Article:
I have always had a huge crush on Carol Danvers.
When I first discovered her in the pages of The New Avengers, there was just this spark to her. She was always interesting to me, he had tons of value to the team, and above all, she was a POWERHOUSE. Call me crazy, but there is something so sexy about a woman that could crush/vaporize me without a breaking a single bead of sweat. The other thing that drew me to that character was this avoidance of using her sexuality as a plot point in The New Avengers; she was a capable, intelligent, and respected woman among a team of some of the biggest names in the Marvel universe and she never once felt like baggage or just another sexy girl on a super team.
So, needless to say, upon the announcement of Kelly Sue DeConnick’s Captain Marvel title, you can guarantee that I had a copy pre-ordered as soon as possible.
The comic, which I will discuss in a bit, is wildly important, whether it means to be or not. In this current climate of comics, women characters, as much as it pains me to say, are getting the short end of the stick. DC Comics, with The New 52, have REPEATEDLY delivered blow after blow to the portrayal of women in comics with Red Hood and The Outlaws’ horrifying retcon of Starfire and their wretched Catwoman series, not to even mention the sweeping under the rug of Batgirl Stephanie Brown, so if there was ever a time where we NEEDED a character like Carol Danvers, it’s now. DeConnick, a supremely skilled writer, seems unfazed by all this and delivers a tight, action packed intro to Danvers and her new universe.
We see Carol as a woman struggling to find a place in her world, but confident enough in herself to know that she deserves this title. As Captain America tells her as she balks at the idea of taking the name Captain Marvel, “You have led The Avengers, you have SAVED THE WORLD. Quit being an adjuct.” People have compared this issue to the opening issues of Geoff Johns’ Green Lantern run and they aren’t far off. DeConnick smartly grounds Danvers for most of the issue balancing the high flying action of the opening fight scene with The Absorbing Man and subsequent Call To Adventure with Cap and Spider-Man, with a beautiful sequence in space in which Carol decides to take the name in the coolest possible way.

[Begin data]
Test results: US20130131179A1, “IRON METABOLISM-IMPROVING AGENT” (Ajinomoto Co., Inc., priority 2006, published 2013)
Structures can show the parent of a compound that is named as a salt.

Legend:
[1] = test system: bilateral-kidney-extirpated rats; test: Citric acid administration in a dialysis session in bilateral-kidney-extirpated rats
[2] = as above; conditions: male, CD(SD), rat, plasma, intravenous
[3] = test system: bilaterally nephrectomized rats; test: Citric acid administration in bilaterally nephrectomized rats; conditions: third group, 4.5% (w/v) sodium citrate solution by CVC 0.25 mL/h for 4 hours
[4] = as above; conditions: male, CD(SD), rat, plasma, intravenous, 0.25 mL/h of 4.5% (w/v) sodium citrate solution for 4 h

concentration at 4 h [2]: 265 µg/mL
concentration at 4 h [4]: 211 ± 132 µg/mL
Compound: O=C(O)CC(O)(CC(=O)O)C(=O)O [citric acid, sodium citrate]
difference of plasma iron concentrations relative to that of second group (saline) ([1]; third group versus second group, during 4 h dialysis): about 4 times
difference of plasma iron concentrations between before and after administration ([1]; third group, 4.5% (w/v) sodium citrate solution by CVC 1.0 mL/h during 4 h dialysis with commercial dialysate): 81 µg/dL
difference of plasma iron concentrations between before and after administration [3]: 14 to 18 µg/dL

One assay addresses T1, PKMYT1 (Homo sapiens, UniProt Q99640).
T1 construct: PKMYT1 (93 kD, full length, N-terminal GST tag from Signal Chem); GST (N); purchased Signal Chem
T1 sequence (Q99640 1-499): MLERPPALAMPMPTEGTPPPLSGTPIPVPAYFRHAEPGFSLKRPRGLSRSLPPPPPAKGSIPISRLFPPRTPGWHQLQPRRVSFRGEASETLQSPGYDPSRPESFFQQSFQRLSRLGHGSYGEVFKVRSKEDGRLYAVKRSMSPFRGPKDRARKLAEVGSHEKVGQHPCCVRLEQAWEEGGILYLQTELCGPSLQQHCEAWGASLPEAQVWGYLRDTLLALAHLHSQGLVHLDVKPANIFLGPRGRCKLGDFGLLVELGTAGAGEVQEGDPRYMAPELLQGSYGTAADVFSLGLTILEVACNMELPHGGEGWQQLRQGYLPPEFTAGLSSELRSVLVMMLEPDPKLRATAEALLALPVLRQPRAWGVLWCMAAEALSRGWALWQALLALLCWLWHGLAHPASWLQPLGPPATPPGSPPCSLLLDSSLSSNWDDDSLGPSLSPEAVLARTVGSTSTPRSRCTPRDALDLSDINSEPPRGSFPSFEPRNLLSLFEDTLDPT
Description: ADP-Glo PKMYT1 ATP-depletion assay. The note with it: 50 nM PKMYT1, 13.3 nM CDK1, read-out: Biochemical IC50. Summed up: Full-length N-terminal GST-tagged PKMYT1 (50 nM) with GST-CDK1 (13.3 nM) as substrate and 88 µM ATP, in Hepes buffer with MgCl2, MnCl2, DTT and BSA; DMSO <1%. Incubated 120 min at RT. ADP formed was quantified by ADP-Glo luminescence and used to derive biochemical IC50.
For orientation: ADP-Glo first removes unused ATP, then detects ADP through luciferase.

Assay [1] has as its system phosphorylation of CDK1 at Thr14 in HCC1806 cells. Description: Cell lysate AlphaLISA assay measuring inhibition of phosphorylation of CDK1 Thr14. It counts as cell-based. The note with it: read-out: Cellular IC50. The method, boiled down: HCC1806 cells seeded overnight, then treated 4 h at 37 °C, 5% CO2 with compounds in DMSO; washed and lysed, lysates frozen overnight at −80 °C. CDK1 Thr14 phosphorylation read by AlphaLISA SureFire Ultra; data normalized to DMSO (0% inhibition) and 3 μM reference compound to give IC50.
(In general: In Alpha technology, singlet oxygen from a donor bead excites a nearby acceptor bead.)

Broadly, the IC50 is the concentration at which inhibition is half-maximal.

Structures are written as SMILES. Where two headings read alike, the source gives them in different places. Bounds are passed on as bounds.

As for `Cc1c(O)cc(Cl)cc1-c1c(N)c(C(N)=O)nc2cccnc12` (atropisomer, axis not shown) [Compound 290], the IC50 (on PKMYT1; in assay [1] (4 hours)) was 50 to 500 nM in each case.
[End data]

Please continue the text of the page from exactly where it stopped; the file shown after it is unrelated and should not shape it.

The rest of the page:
DeConnick then fleshes out Carol’s background by introducing Helen Cobb, a mentor of Carol’s and Mercury 13 test pilot. We are introduced to her via her obituary and then through a flashback, but through these final scenes, we see Carol Danvers, not JUST as the superhero, but as the pilot, the dreamer, and, most importantly, as a capable and independent woman who doesn’t have to contort her body in horrifying ways or wear next to nothing to be considered a major player.
My only complaints with the issue is that the opening fight scene banter between Danvers and The Absorbing Man felt a bit forced, in that every line out of Creel’s mouth is misogynistic and it just felt too on the nose to me as a read it. Also, Dexter Soy’s artwork, while great, doesn’t mesh fully with DeConnick’s script. The cover writes us a big, bright, and bold check and Soy’s pencils fail to deliver, instead they give us a muted, almost sober color palette that works for the sequences in space, but not for the stuff closer to Earth.
To be completely honest, I am beside myself excited to see where this monthly goes. This is a bold step for Marvel. DeConnick is a great writer and I think Carol is in amazing hands. Marvel New York has a new crowning jewel and I can only pray that this is the start of something brand new in comics.
Long Live The Carol Corps,